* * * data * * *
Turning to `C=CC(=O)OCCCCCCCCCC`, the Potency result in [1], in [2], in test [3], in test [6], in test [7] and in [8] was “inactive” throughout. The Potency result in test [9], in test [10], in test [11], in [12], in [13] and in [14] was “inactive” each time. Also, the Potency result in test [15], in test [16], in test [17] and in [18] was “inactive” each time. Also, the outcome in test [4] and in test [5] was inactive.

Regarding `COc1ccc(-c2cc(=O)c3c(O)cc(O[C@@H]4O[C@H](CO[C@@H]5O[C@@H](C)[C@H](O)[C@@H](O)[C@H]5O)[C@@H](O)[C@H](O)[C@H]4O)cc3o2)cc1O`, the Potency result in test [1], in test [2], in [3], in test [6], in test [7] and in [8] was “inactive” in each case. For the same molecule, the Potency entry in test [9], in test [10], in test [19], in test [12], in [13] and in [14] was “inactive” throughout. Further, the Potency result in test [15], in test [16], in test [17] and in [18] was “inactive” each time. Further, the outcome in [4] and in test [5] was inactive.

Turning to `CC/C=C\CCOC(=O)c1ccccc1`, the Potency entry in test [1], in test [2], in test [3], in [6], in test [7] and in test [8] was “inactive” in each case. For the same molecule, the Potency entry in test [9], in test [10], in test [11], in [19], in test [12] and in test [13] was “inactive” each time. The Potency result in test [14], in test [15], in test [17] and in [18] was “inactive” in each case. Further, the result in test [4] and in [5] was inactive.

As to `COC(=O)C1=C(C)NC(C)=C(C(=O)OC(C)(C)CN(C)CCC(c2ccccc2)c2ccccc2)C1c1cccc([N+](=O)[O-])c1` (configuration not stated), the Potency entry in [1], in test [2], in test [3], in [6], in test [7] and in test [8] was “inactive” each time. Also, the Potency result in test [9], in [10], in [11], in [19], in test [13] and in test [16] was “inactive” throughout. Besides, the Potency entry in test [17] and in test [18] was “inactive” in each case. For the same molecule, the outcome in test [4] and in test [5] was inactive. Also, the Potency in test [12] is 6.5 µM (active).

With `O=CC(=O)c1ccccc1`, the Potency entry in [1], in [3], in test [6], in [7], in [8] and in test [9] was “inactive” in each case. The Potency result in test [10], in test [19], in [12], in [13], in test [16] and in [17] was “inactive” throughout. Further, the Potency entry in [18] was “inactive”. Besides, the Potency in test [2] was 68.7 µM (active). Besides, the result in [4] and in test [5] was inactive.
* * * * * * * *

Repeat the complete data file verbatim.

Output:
Turning to `C=CC(=O)OCCCCCCCCCC`, the Potency result in [1], in [2], in test [3], in test [6], in test [7] and in [8] was “inactive” throughout. The Potency result in test [9], in test [10], in test [11], in [12], in [13] and in [14] was “inactive” each time. Also, the Potency result in test [15], in test [16], in test [17] and in [18] was “inactive” each time. Also, the outcome in test [4] and in test [5] was inactive.

Regarding `COc1ccc(-c2cc(=O)c3c(O)cc(O[C@@H]4O[C@H](CO[C@@H]5O[C@@H](C)[C@H](O)[C@@H](O)[C@H]5O)[C@@H](O)[C@H](O)[C@H]4O)cc3o2)cc1O`, the Potency result in test [1], in test [2], in [3], in test [6], in test [7] and in [8] was “inactive” in each case. For the same molecule, the Potency entry in test [9], in test [10], in test [19], in test [12], in [13] and in [14] was “inactive” throughout. Further, the Potency result in test [15], in test [16], in test [17] and in [18] was “inactive” each time. Further, the outcome in [4] and in test [5] was inactive.

Turning to `CC/C=C\CCOC(=O)c1ccccc1`, the Potency entry in test [1], in test [2], in test [3], in [6], in test [7] and in test [8] was “inactive” in each case. For the same molecule, the Potency entry in test [9], in test [10], in test [11], in [19], in test [12] and in test [13] was “inactive” each time. The Potency result in test [14], in test [15], in test [17] and in [18] was “inactive” in each case. Further, the result in test [4] and in [5] was inactive.

As to `COC(=O)C1=C(C)NC(C)=C(C(=O)OC(C)(C)CN(C)CCC(c2ccccc2)c2ccccc2)C1c1cccc([N+](=O)[O-])c1` (configuration not stated), the Potency entry in [1], in test [2], in test [3], in [6], in test [7] and in test [8] was “inactive” each time. Also, the Potency result in test [9], in [10], in [11], in [19], in test [13] and in test [16] was “inactive” throughout. Besides, the Potency entry in test [17] and in test [18] was “inactive” in each case. For the same molecule, the outcome in test [4] and in test [5] was inactive. Also, the Potency in test [12] is 6.5 µM (active).

With `O=CC(=O)c1ccccc1`, the Potency entry in [1], in [3], in test [6], in [7], in [8] and in test [9] was “inactive” in each case. The Potency result in test [10], in test [19], in [12], in [13], in test [16] and in [17] was “inactive” throughout. Further, the Potency entry in [18] was “inactive”. Besides, the Potency in test [2] was 68.7 µM (active). Besides, the result in [4] and in test [5] was inactive.